It may surprise you who turns out to have what opinion this week, or what experience you learn that someone close to you has been through. Whether you identify with it is another question, but I suggest you do your best to empathize in any event. That seems to be the whole point. The problem with allowing yourself true empathy with something you may not relate to is that you will reveal things about yourself (to yourself, and to others) that you were not expecting and that you may feel uncomfortable with. However, if you stick with the process, you will learn something about yourself — quite potentially, something that’s been eluding you for years. One of the core issues involves how you see yourself in your relationships: is your self-image the one with gifts, or one who brings problems?
Mark Twain joked about not letting one’s schoolin’ get in the way of one’s learnin’. I would say: don’t let your work get in the way of your professional aspirations; don’t let your professional aspirations get in the way of your ability to get things done. After considerable frustration and confusion, you can now get the two going in the same basic direction; at least tuned to the same key. You may have to do this in manual mode. I suggest you see where your smaller efforts add up to drive forward your larger objectives. See where your larger objectives can call on you to scale back what amounts to busy work — but not your dharma. That is, some things that feel like busy work are actually actual, authentic committed duties. Just because you don’t like doing something doesn’t mean that it’s not truly vital.
There seems to be some family or tribal drama threatening your peace of mind. Since I know how delicate that peace of mind has been for you, I’m feeling a little protective: and that’s who you need to surround yourself with. Meanwhile, you’re facing a complex psychological situation that you would be wise to handle mentally rather than emotionally. I am not saying you need to run from the emotional dimension, but rather that at this phase, your emotions are an indicator of what you can work out through awareness, analysis and most of all, through an understanding of your family history. What you are going through may feel like it’s ‘in the present’ but I would say it’s more of the ‘the past is the present’ variety of personal material. Where to begin? If you can, talk to your mother.
Make sure you’re kind to the people who feed you; make sure that you choose to feed the people who are kind to you. Make sure you feed yourself. This is the moment of the equinox, when night and day are balanced around the world, symbolic of a state of equilibrium. Ceres in your sign is suggesting strongly that you consciously balance out all the exchanges in your life. Evaluate carefully and be mindful of your prejudice. What you think is a loss might not be a loss. What you think is a gain might not be a gain. The basis on which you need to evaluate is on what nourishes or depletes you. Be clear about this. We are all accustomed to situations where we give more than we receive; where generosity works against us. Make your decisions with no hard feelings; just gratitude that you can indeed get your life in order.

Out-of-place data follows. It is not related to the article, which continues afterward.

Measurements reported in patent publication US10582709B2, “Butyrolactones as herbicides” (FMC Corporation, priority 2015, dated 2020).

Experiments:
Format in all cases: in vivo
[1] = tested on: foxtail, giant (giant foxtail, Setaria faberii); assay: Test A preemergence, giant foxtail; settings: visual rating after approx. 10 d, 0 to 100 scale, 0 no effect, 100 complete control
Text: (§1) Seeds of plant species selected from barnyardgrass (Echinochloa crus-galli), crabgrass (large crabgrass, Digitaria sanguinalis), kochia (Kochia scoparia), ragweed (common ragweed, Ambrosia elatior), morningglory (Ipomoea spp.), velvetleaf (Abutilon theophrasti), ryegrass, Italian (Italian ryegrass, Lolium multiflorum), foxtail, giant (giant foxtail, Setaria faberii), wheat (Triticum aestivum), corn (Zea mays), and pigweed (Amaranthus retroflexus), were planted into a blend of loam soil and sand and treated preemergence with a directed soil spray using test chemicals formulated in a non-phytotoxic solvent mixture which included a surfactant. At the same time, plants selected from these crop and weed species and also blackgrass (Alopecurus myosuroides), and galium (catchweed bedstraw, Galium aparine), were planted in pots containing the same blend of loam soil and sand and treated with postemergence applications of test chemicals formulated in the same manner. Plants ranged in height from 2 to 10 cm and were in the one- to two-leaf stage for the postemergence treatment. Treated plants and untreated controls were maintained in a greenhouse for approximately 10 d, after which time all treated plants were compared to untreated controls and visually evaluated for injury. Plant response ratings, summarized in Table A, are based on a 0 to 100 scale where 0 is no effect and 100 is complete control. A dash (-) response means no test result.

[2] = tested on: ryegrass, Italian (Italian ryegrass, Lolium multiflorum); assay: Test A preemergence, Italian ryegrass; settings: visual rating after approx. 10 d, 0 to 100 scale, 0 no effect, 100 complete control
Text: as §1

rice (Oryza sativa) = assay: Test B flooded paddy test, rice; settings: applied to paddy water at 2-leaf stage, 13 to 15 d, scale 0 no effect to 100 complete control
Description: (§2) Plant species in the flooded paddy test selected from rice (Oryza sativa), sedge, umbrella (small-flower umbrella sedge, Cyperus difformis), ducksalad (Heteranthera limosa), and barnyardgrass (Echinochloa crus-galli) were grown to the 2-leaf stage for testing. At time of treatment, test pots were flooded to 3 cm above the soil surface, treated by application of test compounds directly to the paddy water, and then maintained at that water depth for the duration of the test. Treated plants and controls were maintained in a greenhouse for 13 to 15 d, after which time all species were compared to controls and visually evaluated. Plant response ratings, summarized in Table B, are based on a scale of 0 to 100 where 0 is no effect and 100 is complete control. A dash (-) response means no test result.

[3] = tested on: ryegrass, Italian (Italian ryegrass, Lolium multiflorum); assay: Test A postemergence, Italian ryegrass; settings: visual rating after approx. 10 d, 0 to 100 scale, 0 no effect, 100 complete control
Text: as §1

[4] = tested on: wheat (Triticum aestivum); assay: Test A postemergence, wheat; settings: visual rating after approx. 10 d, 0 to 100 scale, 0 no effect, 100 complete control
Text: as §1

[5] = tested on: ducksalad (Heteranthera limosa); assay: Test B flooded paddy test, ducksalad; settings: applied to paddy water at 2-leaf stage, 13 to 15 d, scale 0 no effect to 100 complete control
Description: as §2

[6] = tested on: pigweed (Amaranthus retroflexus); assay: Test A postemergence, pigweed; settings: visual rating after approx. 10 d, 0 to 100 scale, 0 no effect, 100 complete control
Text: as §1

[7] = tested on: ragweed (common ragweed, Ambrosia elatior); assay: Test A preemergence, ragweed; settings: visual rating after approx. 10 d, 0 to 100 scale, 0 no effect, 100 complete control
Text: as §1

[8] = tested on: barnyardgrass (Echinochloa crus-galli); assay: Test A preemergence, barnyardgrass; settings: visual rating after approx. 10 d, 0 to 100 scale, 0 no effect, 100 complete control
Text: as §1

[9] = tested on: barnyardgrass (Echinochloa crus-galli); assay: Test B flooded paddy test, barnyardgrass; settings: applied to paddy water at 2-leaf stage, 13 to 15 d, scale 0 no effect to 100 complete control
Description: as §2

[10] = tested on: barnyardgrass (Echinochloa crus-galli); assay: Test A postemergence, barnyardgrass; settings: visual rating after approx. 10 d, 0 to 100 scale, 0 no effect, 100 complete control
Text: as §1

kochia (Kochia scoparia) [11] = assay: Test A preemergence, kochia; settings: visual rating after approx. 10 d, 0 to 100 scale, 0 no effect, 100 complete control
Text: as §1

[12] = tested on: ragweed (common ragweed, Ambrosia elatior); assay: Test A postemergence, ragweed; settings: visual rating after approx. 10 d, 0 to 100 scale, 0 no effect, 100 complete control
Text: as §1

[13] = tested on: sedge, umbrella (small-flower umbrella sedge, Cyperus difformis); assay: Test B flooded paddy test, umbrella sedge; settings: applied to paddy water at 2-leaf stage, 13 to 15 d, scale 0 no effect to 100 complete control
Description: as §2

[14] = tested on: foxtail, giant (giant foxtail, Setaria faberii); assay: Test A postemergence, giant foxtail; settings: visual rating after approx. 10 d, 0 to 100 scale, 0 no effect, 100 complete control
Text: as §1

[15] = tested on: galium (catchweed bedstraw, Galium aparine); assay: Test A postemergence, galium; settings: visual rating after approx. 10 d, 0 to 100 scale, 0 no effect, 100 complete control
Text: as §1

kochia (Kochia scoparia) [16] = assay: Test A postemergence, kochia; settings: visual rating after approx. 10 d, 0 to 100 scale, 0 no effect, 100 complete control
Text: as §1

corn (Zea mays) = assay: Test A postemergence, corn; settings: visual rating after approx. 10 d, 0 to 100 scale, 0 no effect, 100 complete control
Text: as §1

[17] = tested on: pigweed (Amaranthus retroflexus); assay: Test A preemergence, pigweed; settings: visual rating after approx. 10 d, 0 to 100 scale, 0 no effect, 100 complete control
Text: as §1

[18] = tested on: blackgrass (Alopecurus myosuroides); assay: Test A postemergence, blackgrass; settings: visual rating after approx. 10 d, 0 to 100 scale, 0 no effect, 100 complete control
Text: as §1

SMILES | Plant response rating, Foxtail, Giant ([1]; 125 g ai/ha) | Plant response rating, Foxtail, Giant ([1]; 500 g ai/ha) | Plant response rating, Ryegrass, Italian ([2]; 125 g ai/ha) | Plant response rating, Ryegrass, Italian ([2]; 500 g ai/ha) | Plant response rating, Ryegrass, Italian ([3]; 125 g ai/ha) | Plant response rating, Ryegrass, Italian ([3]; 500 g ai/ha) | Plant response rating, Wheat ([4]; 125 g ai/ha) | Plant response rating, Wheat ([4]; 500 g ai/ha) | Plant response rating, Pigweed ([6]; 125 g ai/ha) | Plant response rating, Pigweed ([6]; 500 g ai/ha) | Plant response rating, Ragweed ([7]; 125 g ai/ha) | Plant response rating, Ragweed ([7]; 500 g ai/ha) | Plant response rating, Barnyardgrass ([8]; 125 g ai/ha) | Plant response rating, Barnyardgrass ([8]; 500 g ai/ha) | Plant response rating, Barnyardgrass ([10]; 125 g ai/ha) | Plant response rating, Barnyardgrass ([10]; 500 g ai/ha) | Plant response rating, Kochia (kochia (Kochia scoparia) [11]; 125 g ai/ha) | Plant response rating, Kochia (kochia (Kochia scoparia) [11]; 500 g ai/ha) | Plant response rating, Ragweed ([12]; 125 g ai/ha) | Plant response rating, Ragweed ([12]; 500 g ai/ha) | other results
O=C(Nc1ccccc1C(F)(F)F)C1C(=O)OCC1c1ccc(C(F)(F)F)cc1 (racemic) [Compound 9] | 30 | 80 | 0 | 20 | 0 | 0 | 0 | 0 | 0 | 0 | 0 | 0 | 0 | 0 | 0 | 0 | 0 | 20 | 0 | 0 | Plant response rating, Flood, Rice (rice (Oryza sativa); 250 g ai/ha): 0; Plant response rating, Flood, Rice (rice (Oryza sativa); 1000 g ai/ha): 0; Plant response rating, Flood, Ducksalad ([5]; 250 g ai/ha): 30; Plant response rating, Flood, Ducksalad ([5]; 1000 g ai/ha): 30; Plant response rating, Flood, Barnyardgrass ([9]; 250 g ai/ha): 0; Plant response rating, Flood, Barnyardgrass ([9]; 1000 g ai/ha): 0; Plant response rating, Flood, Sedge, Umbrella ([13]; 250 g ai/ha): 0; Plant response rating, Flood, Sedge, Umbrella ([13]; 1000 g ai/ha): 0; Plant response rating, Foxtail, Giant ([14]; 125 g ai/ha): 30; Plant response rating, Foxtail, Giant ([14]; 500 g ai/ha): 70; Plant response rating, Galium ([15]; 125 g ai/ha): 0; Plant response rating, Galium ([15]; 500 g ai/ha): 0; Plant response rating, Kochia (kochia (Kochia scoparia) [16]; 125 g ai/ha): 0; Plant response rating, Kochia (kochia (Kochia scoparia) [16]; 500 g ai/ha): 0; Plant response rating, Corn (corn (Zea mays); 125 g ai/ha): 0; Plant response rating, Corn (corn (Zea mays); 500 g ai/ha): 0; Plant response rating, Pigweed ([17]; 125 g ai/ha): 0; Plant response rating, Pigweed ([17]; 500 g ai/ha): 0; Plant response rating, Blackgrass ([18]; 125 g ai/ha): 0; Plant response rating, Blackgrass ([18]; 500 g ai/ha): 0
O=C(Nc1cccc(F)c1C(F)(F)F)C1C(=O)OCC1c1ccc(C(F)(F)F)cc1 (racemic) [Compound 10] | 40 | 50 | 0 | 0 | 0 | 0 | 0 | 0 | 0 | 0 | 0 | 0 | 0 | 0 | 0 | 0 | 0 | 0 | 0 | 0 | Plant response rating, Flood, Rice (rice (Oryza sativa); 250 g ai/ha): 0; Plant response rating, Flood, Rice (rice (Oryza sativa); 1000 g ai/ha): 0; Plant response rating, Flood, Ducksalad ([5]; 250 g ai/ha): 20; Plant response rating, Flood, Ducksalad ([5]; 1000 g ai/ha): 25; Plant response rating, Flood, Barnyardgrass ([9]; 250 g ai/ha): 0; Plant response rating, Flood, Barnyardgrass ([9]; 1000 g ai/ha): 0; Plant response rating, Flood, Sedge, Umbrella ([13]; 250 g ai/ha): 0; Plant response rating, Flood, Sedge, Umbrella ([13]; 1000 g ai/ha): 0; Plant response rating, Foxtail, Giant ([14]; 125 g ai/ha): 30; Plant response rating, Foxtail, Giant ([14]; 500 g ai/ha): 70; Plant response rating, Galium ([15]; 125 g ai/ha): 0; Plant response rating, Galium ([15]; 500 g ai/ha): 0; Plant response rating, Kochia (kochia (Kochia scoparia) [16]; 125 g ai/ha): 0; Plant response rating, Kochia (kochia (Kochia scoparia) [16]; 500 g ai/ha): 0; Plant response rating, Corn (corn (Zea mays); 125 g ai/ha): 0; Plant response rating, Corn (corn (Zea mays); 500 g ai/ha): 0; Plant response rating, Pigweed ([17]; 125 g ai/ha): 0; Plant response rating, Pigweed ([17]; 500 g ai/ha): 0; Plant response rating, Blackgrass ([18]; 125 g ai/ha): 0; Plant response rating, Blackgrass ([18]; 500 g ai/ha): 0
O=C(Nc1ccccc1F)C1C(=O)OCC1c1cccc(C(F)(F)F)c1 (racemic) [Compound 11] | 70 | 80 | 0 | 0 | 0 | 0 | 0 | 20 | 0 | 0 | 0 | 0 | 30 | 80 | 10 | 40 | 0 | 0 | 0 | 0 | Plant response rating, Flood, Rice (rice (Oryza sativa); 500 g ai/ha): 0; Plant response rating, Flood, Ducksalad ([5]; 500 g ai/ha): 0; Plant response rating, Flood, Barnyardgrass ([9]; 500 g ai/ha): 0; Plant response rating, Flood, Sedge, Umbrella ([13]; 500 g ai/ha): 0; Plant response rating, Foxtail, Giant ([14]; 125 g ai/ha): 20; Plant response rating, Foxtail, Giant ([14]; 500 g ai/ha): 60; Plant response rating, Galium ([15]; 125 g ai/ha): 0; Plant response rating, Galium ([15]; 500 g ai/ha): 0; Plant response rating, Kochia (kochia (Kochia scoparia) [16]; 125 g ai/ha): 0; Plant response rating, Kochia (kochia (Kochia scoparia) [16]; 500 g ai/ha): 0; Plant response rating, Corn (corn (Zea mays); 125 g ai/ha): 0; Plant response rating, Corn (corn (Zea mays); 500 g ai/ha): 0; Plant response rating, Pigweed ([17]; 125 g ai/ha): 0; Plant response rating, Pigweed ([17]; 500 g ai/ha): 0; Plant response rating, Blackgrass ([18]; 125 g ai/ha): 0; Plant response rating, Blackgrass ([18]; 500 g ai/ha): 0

You’re starting to understand what changes you need to make. The feeling has been intuitive till recently, and you’ve had some radiant moments of clarity. That’s different than observations that you can refer back to, which reveal what you’re actually experiencing. Even in considering your healing process, you’ve been idealizing matters in a way that has not, until now, stood up to the evidence. I’m describing a few of the properties of Chiron, which is gradually separating from its conjunction to Neptune. You’re encountering a new kind of clarity, and a new depth of intuition. Honoring this, I suggest that you have no opinion that you cannot support with data; that you have no hunch you cannot support without actual observation, preferably something that you’ve written on paper or typed in an email.
I know, you still can’t see around that corner — the one that seems to be behind you but is really in front of you; the one that seems to have defined a decade of your life, but which is really right in front of you. The way to work with this uneasy tension is to choose where you want to be. Get out of automatic mode and make your decisions with full awareness of what you are choosing, and what your options are. You have, at the moment, an overwhelming amount of potential, and this may not be making your life any easier. So you need to focus, and you need a basis for what you choose to focus on. You have three choices, approximately. One is what you perceive as necessity. One is what you perceive as crisis. The last is what you want, and that may be the most difficult to see — but it’s clearly the most important to look at.